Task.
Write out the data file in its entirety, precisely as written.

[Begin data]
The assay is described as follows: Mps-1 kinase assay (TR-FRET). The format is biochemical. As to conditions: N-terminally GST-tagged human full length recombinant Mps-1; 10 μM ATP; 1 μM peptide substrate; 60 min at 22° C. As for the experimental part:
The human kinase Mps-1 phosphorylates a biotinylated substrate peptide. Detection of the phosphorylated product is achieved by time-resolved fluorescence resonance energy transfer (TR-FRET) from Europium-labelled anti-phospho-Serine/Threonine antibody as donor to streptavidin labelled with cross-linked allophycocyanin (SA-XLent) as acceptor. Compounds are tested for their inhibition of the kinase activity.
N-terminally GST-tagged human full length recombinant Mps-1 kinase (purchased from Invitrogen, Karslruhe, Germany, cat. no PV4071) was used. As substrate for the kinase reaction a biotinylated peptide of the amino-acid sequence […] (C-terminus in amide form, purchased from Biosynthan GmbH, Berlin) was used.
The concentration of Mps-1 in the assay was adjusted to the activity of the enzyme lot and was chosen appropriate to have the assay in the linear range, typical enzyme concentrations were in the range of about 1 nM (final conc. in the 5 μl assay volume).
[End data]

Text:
The assay is described as follows: Mps-1 kinase assay (TR-FRET). The format is biochemical. As to conditions: N-terminally GST-tagged human full length recombinant Mps-1; 10 μM ATP; 1 μM peptide substrate; 60 min at 22° C. As for the experimental part:
The human kinase Mps-1 phosphorylates a biotinylated substrate peptide. Detection of the phosphorylated product is achieved by time-resolved fluorescence resonance energy transfer (TR-FRET) from Europium-labelled anti-phospho-Serine/Threonine antibody as donor to streptavidin labelled with cross-linked allophycocyanin (SA-XLent) as acceptor. Compounds are tested for their inhibition of the kinase activity.
N-terminally GST-tagged human full length recombinant Mps-1 kinase (purchased from Invitrogen, Karslruhe, Germany, cat. no PV4071) was used. As substrate for the kinase reaction a biotinylated peptide of the amino-acid sequence […] (C-terminus in amide form, purchased from Biosynthan GmbH, Berlin) was used.
The concentration of Mps-1 in the assay was adjusted to the activity of the enzyme lot and was chosen appropriate to have the assay in the linear range, typical enzyme concentrations were in the range of about 1 nM (final conc. in the 5 μl assay volume).